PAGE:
Pakistan Fashion Design Council: What lies ahead?

Published: October 29, 2011
Kamiar Rokni’s colourful collection at PFDC day 4 was the cherry on top of the finale. PHOTOS: PUBLICITY

Kamiar Rokni’s colourful collection at PFDC day 4 was the cherry on top of the finale. PHOTOS: PUBLICITY

As Syed Rizwanullah models for Maria B, he keeps his quirky self intact even in a simple kurta with his outlandish hair do. PHOTOS: PUBLICITY
As Syed Rizwanullah models for Maria B, he keeps his quirky self intact even in a simple kurta with his outlandish hair do. PHOTOS: PUBLICITY 
Television anchor Shaista Wahidi in a simple Pocahontas look that was a hallmark of Maria B’s collection. PHOTOS: PUBLICITY Humaima Malick wears a stunning red and gold Sania Maskatiya draped dress. PHOTOS: PUBLICITY Kamiar Rokni’s colourful collection at PFDC day 4 was the cherry on top of the finale. PHOTOS: PUBLICITY

In its fourth instalment of the fashion week, it has become clear that the Pakistan Fashion Design Council (PFDC) means business.

Consistency, efficiency and a clear trajectory of success have made it a formidable fashion force to reckon it. In its inaugural fashion week, the PFDC provided a platform for collaboration of the fashion houses like Labels in Pakistan and Studio 8 in Dubai to take place. Soon after, a steady stream of international media could be spotted at the PFDC Sunsilk Fashion Week with a number of foreign buyers as well. And, few would argue that getting Britain’s acclaimed fashion authority Hilary Alexander down from London was a coup in, and of, itself. The constant attention that Pakistan and fashion received, at the time, was incredible not only with diligent formal reporting that appeared in The Guardian but with evocative tweets that recreated a dynamic vision of Lahore for Alexander’s global fashion following. Also with its links with Paris fashion consultant Alexendra Senes, the PFDC was able to send a handful of its talent to the city of lights last month for an exclusive show.

Fashion fatigue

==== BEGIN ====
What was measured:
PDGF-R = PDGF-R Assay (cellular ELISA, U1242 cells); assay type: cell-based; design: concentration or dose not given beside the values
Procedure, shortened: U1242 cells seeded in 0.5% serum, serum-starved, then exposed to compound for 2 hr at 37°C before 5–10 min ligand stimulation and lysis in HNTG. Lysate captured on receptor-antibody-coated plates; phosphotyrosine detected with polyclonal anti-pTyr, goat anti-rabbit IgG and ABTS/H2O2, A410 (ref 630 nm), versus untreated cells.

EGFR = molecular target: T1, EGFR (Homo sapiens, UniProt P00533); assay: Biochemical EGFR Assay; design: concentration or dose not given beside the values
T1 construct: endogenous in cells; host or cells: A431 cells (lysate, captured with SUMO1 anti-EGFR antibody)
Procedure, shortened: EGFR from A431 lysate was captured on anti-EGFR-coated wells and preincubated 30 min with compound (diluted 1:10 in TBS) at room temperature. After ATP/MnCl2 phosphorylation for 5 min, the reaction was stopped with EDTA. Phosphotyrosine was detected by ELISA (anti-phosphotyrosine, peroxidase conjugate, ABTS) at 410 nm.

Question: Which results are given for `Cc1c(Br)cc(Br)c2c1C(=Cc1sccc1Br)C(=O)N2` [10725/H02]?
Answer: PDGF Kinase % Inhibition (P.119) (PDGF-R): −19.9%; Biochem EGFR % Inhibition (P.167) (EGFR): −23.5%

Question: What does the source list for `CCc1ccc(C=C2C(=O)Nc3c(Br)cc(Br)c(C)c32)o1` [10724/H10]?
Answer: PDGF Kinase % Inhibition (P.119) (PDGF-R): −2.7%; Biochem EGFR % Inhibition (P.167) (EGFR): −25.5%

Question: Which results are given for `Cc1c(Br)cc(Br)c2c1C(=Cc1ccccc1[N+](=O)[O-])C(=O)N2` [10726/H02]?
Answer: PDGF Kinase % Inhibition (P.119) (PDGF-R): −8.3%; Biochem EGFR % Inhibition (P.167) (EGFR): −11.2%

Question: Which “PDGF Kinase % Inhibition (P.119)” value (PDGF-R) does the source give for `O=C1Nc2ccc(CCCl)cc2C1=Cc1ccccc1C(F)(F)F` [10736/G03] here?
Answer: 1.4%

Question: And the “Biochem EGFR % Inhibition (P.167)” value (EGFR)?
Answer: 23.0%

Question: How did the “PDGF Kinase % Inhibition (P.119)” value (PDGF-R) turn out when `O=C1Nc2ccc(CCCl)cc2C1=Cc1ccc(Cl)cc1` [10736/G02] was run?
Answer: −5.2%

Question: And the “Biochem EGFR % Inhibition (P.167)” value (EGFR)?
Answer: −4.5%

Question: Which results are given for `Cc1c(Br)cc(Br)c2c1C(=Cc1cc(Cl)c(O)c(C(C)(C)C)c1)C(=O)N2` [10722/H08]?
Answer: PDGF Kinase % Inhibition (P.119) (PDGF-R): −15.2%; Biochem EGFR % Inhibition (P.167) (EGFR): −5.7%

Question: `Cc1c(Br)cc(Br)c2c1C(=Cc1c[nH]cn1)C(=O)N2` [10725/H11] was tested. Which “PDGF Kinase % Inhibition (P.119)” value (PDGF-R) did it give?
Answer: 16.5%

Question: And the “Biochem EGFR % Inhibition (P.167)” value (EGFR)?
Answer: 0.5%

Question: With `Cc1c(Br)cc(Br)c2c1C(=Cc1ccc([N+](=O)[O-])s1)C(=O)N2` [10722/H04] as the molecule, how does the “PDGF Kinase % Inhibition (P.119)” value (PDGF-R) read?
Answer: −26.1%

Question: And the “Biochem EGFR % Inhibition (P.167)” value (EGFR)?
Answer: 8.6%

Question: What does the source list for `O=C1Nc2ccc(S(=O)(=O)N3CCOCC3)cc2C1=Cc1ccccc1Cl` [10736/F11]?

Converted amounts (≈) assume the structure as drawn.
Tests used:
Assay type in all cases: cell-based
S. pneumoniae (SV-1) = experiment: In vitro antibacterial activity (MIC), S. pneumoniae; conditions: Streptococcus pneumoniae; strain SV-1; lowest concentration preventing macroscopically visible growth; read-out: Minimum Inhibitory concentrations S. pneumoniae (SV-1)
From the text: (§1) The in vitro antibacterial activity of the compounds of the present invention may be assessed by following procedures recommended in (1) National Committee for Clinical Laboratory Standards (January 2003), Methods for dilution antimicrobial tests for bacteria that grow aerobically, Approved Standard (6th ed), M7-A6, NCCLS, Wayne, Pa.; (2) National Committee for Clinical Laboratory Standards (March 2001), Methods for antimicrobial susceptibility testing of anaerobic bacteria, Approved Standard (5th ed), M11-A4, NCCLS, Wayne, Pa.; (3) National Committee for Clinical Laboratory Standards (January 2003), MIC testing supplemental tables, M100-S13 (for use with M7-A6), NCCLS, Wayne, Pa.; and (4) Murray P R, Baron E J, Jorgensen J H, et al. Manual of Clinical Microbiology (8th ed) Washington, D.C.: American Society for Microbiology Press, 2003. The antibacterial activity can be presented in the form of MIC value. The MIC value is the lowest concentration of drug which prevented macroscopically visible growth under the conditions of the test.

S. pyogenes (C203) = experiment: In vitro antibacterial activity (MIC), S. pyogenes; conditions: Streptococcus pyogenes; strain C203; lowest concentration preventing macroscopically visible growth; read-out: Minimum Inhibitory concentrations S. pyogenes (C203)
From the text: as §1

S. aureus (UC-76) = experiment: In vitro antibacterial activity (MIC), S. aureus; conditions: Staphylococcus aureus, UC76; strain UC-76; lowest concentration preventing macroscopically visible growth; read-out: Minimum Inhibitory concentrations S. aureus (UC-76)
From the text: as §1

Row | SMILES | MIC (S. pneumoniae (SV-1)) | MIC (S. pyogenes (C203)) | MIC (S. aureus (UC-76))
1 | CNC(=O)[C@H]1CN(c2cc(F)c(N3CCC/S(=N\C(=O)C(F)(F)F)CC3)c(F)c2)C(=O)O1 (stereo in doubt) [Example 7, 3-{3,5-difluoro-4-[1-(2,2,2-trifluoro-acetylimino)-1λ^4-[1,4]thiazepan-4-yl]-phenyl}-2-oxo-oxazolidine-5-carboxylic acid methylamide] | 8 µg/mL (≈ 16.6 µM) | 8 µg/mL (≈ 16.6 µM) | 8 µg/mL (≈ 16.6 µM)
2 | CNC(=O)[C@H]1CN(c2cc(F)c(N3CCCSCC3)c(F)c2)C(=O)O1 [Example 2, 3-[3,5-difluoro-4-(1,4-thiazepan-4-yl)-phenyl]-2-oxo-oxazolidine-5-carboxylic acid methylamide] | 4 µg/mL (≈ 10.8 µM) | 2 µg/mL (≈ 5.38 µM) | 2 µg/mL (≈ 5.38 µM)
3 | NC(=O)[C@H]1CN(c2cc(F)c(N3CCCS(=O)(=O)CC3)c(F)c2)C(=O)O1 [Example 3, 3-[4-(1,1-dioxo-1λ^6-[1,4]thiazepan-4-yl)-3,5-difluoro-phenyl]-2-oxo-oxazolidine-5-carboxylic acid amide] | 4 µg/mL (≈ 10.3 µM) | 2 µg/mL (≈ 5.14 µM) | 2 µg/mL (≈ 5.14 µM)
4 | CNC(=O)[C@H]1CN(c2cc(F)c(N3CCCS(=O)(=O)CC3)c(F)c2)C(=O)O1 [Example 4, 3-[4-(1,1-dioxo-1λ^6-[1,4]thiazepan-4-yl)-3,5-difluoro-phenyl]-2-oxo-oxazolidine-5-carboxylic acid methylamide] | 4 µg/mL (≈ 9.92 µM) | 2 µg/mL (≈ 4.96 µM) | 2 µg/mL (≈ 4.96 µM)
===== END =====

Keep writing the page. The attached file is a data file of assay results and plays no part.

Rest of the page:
With extreme excitement and buzz always accompanying the PFDC shows, its fourth showcase appeared a bit bland with a lack of fancifully dressed foreign fashion media. Additionally, the shows lacked their characteristic theatrics as well. Designer Rana Noman, who helped with coordination backstage, forlornly stated, “There’s nothing left for us to do. Everything now works with such precision. The models know how to walk. The make-up artist is efficient with make-up changes. There’s no chaos and hungama that made fashion week fun.” A super model, who spoke on condition of anonymity, also complained that, “There’s no excitement any more.” With so many fashion weeks lined up and Karachi already hosting an exhaustive fashion week earlier, the model is stating what many in the fraternity already feel: PFDC should stay in their home town Lahore. “Who ever heard of a fashion week travelling cities?” complained a veteran designer.

Show business

Yet, despite the outcry of having chosen the ‘unglamourous’ Expo Centre as the venue and lack of foreign media, the PFDC did well to cement its claims about seriousness of its purpose by running the event in tandem with the annual trade expo. At its fourth and recently concluded fashion week PFDC, instead of inviting an eclectic fashion media, the council chose to collaborate with the Trade Development Authority of Pakistan (TDAP). The mere thought of government collaboration elicits shudders, but with politicians like Amin Fahim, who attended one of the days of the fashion week, it sends an encouraging message: fashion is not frivolity but serious business.